Social Care: Two women caught in the funding divide

Ruth Angove (left) and Jane Patterson's mother (right)Image copyright
Judy Perkins and Jane Patterson

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Ruth Angove (left) and Jane Patterson’s mother (right)

“An Alice in Wonderland situation” is how one woman has described her elderly mother’s social care provision where she is given more money each month than she can spend.

Another says her mother has not received a penny toward her support.

Both women told the BBC that they think the chasm between their circumstances highlights the problems within the social care system which they hope will be addressed in the Budget.

The woman getting council funding: ‘Money is being thrown away’

Judy Perkins, who lives in Richmond, Surrey, says her mother has accrued more than £10,000 in three years in money she has been given towards her care, but cannot spend.

Her mother, Ruth Angove, 82, is disabled and has no income other than the state pension with an enhanced pension credit and attendance allowance.

She lives alone in the home she owns, is bed-bound and has dementia.

The local council provides her with five and a half hours of home care every day but assesses her contribution to the cost as only £170 a month.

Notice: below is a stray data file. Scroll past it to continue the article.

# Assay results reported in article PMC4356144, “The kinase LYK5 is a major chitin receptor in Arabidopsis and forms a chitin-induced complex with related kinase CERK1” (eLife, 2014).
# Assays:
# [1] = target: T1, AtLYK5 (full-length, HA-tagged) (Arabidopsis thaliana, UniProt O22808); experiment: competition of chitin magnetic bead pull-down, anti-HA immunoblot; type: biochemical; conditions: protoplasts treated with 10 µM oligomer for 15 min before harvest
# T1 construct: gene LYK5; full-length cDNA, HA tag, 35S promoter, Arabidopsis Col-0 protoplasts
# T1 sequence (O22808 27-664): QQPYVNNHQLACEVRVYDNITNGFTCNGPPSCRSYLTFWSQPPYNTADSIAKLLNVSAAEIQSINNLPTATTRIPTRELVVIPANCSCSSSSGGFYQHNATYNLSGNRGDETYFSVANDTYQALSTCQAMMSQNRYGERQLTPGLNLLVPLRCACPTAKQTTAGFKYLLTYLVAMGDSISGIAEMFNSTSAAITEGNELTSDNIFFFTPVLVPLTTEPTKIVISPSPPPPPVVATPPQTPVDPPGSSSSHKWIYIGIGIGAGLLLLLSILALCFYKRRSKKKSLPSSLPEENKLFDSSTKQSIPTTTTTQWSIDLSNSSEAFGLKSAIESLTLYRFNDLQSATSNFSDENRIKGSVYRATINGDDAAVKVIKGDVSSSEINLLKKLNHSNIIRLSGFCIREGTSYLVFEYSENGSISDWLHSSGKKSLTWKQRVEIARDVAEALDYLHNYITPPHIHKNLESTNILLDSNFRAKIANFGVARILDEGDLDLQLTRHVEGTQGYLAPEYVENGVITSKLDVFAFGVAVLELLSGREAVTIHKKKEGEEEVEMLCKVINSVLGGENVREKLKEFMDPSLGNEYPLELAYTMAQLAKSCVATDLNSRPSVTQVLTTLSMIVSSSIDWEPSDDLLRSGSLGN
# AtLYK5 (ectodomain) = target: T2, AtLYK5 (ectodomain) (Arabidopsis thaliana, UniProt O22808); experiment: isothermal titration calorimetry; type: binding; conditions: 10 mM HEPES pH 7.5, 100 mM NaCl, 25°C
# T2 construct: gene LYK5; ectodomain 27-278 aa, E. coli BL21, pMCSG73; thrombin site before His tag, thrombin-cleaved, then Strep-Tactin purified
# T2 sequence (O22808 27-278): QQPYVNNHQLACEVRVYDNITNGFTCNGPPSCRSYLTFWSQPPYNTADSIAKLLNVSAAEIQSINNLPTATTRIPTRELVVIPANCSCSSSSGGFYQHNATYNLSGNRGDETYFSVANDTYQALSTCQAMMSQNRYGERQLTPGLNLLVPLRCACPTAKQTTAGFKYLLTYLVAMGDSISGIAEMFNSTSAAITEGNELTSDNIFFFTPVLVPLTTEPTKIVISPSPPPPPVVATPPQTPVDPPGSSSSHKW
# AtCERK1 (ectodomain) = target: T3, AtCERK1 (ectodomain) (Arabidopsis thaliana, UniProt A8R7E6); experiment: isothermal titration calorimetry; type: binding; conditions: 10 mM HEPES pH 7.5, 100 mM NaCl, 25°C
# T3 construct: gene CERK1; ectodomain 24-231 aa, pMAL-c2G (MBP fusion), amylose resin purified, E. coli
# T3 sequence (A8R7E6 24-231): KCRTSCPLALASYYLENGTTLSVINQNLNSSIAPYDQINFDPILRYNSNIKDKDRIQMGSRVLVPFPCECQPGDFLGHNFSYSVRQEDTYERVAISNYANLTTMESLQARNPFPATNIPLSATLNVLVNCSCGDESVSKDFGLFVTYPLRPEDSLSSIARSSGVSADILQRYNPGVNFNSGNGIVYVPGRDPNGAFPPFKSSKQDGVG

It says that due to government regulations this is the maximum they can take and it then has to pay the rest itself.

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Judy Perkins

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Ruth Angove (right) with her daughter Judy Perkins (centre) and her son-in-law Richard Perkins

“I’m very embarrassed about it,” said Mrs Perkins. “It’s a real Alice in Wonderland situation.”

“While I may be glad my mother is financially more stable, as a taxpayer I find it ridiculous. I feel over-taxed all the time and then see money being thrown away.”

Mrs Perkins said she understood that some people may need their attendance allowance for expenses like transport but said her mother could only use a limited amount.

“The consequence is that she has built up a surplus of more than £10,000,” she explained.

She is hoping that the Budget will give local government the power to control the money for social care provision and make the system work for those who pay for it, as well as for those who use the services.

Our health correspondent Nick Triggle says:

Ruth is one of a dwindling group of people – those people whose needs are so great that they qualify for help from councils.

The numbers getting support from local authorities have fallen by a quarter in five years as town hall budgets have been squeezed.

But to get help you also need to be judged to have not enough money to pay for the cost of care yourself.

If she had more savings she would be expected to contribute more and if she had over £23,250 she would have to pay the full cost of her care.

Presumably as she accrues more money, the council will start increasing her contribution.

There are about 850,000 older people in England that are in a similar position to Ruth – in that they get help from their local council.

However, there are four times as many paying for care themselves, relying on family and friends or simply going without.